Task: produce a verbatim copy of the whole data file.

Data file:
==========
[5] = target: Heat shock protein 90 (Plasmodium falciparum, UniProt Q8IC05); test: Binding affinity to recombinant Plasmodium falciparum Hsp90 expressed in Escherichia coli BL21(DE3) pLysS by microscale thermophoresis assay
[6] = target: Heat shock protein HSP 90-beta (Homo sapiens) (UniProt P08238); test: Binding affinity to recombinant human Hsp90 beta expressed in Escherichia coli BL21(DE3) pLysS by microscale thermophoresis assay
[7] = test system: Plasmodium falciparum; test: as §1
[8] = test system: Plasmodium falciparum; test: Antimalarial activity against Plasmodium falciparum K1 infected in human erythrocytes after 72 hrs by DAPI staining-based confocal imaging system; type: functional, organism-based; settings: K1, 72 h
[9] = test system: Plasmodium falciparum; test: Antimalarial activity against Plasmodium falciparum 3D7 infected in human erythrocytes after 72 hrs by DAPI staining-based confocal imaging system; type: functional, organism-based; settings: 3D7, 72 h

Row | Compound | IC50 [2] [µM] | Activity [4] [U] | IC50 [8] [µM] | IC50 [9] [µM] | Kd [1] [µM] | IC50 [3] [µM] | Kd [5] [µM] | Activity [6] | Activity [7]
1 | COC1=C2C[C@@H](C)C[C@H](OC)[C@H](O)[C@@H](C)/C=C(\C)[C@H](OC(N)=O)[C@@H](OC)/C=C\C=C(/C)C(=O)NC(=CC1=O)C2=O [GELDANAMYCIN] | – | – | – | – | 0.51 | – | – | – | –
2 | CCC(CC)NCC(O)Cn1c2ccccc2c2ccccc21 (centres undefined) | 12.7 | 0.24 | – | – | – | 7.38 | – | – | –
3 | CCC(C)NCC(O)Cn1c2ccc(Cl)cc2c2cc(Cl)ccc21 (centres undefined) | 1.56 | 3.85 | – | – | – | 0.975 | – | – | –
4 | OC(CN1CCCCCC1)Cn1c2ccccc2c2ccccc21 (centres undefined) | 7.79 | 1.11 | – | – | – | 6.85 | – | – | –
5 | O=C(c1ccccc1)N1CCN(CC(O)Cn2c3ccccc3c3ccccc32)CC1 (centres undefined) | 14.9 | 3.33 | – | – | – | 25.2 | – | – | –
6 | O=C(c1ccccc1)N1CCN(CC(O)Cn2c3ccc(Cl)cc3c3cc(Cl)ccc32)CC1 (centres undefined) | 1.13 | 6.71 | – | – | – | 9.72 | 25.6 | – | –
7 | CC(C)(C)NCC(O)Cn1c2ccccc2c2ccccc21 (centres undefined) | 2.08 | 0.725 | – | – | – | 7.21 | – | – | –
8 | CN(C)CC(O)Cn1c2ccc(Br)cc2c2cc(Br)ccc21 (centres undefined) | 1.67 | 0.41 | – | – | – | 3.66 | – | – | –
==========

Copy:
[5] = target: Heat shock protein 90 (Plasmodium falciparum, UniProt Q8IC05); test: Binding affinity to recombinant Plasmodium falciparum Hsp90 expressed in Escherichia coli BL21(DE3) pLysS by microscale thermophoresis assay
[6] = target: Heat shock protein HSP 90-beta (Homo sapiens) (UniProt P08238); test: Binding affinity to recombinant human Hsp90 beta expressed in Escherichia coli BL21(DE3) pLysS by microscale thermophoresis assay
[7] = test system: Plasmodium falciparum; test: as §1
[8] = test system: Plasmodium falciparum; test: Antimalarial activity against Plasmodium falciparum K1 infected in human erythrocytes after 72 hrs by DAPI staining-based confocal imaging system; type: functional, organism-based; settings: K1, 72 h
[9] = test system: Plasmodium falciparum; test: Antimalarial activity against Plasmodium falciparum 3D7 infected in human erythrocytes after 72 hrs by DAPI staining-based confocal imaging system; type: functional, organism-based; settings: 3D7, 72 h

Row | Compound | IC50 [2] [µM] | Activity [4] [U] | IC50 [8] [µM] | IC50 [9] [µM] | Kd [1] [µM] | IC50 [3] [µM] | Kd [5] [µM] | Activity [6] | Activity [7]
1 | COC1=C2C[C@@H](C)C[C@H](OC)[C@H](O)[C@@H](C)/C=C(\C)[C@H](OC(N)=O)[C@@H](OC)/C=C\C=C(/C)C(=O)NC(=CC1=O)C2=O [GELDANAMYCIN] | – | – | – | – | 0.51 | – | – | – | –
2 | CCC(CC)NCC(O)Cn1c2ccccc2c2ccccc21 (centres undefined) | 12.7 | 0.24 | – | – | – | 7.38 | – | – | –
3 | CCC(C)NCC(O)Cn1c2ccc(Cl)cc2c2cc(Cl)ccc21 (centres undefined) | 1.56 | 3.85 | – | – | – | 0.975 | – | – | –
4 | OC(CN1CCCCCC1)Cn1c2ccccc2c2ccccc21 (centres undefined) | 7.79 | 1.11 | – | – | – | 6.85 | – | – | –
5 | O=C(c1ccccc1)N1CCN(CC(O)Cn2c3ccccc3c3ccccc32)CC1 (centres undefined) | 14.9 | 3.33 | – | – | – | 25.2 | – | – | –
6 | O=C(c1ccccc1)N1CCN(CC(O)Cn2c3ccc(Cl)cc3c3cc(Cl)ccc32)CC1 (centres undefined) | 1.13 | 6.71 | – | – | – | 9.72 | 25.6 | – | –
7 | CC(C)(C)NCC(O)Cn1c2ccccc2c2ccccc21 (centres undefined) | 2.08 | 0.725 | – | – | – | 7.21 | – | – | –
8 | CN(C)CC(O)Cn1c2ccc(Br)cc2c2cc(Br)ccc21 (centres undefined) | 1.67 | 0.41 | – | – | – | 3.66 | – | – | –